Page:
T/F Storyboard Quiz

Screen Shot 2014-05-20 at 7.56.22 PMThis is a communicative activity meant to be used after students have created storyboards for a story. It is super simple.

  1. Students create individual storyboards (on a separate page). They should number the frames. An example would be a piece of computer paper divided into a 3×3 grid, with nine scenes from a story illustrated in the nine frames of the storyboard.
  2. Each student writes five T/F statements (at least three must be false) about the story and records the correct answers for each one on this form.
  3. Each student gives his/her T/F quiz to three classmates and records their responses on the form linked in #2. I recommend using the “Stand Up, Hand Up, Pair Up” Kagan structure or Inside/Outside Circles to help students find new partners. If all students used the same story to create the storyboard, it is not necessary for students to show their storyboards to classmates when they ask each of the T/F questions. If students used different stories, students should show the storyboards to their classmates when quizzing them AND they should ensure that the T/F questions that they write are able to answered based on the information included within the sketches of the storyboard.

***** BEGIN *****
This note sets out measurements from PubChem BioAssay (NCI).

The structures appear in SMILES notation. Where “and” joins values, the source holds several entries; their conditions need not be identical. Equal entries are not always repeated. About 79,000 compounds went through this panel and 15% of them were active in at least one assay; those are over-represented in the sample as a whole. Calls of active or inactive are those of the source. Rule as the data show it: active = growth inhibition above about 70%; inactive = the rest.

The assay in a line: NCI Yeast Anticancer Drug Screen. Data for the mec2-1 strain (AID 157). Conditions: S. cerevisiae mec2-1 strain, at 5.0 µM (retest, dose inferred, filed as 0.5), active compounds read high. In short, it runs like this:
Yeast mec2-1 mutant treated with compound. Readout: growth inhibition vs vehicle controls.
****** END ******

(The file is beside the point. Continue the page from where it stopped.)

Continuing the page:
6 comments

  1. Do they show their storyboard to their partners during the quiz or are students already familiar with the storyboards? I love using student created materials for activities beyond just making the material!

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  2. Question emailed from a teacher:

    Hola,
    I was wondering what do you do with the “grades” students get on each others’ quizzes? Do they hand them in to you and you can see how many did how well?
    Thanks!

    My response:
    I use them as a formative assessment, as you surmised. You can’t put them in the grade book as an actual grade because the quiz-giver might have made the mistake, not the quiz-taker. But it will give you a good glance at the class’s general understanding. I put in a Work Habits grade to the grade book for completion/participation–if kids finished it and were working diligently, they get an A. If not, the grade decreases in proportion to the degree to which they missed the expectation.

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